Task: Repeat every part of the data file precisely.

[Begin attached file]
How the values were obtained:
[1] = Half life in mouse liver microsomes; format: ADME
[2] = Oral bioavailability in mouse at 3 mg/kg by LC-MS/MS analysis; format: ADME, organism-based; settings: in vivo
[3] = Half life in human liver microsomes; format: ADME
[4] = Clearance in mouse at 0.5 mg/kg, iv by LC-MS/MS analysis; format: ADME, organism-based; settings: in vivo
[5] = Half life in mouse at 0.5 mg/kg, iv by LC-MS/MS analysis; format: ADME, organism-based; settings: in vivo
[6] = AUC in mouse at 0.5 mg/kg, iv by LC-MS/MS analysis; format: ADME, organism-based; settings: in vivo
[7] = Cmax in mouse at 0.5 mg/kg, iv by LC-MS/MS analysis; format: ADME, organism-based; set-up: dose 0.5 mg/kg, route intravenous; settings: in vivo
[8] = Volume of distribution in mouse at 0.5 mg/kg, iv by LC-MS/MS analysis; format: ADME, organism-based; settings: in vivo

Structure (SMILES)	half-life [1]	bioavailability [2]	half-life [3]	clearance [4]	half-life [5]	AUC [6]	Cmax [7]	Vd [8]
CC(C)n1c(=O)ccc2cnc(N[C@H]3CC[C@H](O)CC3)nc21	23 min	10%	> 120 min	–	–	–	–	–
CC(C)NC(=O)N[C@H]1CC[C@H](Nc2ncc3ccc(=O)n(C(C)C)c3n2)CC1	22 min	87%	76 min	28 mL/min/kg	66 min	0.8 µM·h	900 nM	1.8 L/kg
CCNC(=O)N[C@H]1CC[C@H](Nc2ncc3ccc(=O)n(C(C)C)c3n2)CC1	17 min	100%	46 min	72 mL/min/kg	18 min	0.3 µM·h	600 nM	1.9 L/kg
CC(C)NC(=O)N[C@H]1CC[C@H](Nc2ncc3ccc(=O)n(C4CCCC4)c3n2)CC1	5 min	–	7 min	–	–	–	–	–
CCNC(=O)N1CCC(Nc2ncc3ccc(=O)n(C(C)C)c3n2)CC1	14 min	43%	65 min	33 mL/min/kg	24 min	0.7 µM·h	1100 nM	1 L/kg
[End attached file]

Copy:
How the values were obtained:
[1] = Half life in mouse liver microsomes; format: ADME
[2] = Oral bioavailability in mouse at 3 mg/kg by LC-MS/MS analysis; format: ADME, organism-based; settings: in vivo
[3] = Half life in human liver microsomes; format: ADME
[4] = Clearance in mouse at 0.5 mg/kg, iv by LC-MS/MS analysis; format: ADME, organism-based; settings: in vivo
[5] = Half life in mouse at 0.5 mg/kg, iv by LC-MS/MS analysis; format: ADME, organism-based; settings: in vivo
[6] = AUC in mouse at 0.5 mg/kg, iv by LC-MS/MS analysis; format: ADME, organism-based; settings: in vivo
[7] = Cmax in mouse at 0.5 mg/kg, iv by LC-MS/MS analysis; format: ADME, organism-based; set-up: dose 0.5 mg/kg, route intravenous; settings: in vivo
[8] = Volume of distribution in mouse at 0.5 mg/kg, iv by LC-MS/MS analysis; format: ADME, organism-based; settings: in vivo

Structure (SMILES)	half-life [1]	bioavailability [2]	half-life [3]	clearance [4]	half-life [5]	AUC [6]	Cmax [7]	Vd [8]
CC(C)n1c(=O)ccc2cnc(N[C@H]3CC[C@H](O)CC3)nc21	23 min	10%	> 120 min	–	–	–	–	–
CC(C)NC(=O)N[C@H]1CC[C@H](Nc2ncc3ccc(=O)n(C(C)C)c3n2)CC1	22 min	87%	76 min	28 mL/min/kg	66 min	0.8 µM·h	900 nM	1.8 L/kg
CCNC(=O)N[C@H]1CC[C@H](Nc2ncc3ccc(=O)n(C(C)C)c3n2)CC1	17 min	100%	46 min	72 mL/min/kg	18 min	0.3 µM·h	600 nM	1.9 L/kg
CC(C)NC(=O)N[C@H]1CC[C@H](Nc2ncc3ccc(=O)n(C4CCCC4)c3n2)CC1	5 min	–	7 min	–	–	–	–	–
CCNC(=O)N1CCC(Nc2ncc3ccc(=O)n(C(C)C)c3n2)CC1	14 min	43%	65 min	33 mL/min/kg	24 min	0.7 µM·h	1100 nM	1 L/kg